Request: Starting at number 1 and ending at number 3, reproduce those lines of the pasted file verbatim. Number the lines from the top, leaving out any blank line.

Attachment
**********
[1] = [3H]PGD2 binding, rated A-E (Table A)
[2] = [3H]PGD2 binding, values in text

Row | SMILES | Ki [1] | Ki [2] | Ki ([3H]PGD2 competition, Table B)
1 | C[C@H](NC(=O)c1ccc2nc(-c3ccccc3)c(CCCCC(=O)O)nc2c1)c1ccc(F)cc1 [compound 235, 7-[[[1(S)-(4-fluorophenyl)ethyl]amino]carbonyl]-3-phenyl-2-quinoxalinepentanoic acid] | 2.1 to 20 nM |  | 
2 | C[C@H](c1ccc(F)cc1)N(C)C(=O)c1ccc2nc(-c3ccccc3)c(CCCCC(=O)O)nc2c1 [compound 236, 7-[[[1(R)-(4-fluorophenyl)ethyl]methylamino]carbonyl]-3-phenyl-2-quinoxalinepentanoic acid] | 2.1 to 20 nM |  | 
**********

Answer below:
[1] = [3H]PGD2 binding, rated A-E (Table A)
[2] = [3H]PGD2 binding, values in text

Row | SMILES | Ki [1] | Ki [2] | Ki ([3H]PGD2 competition, Table B)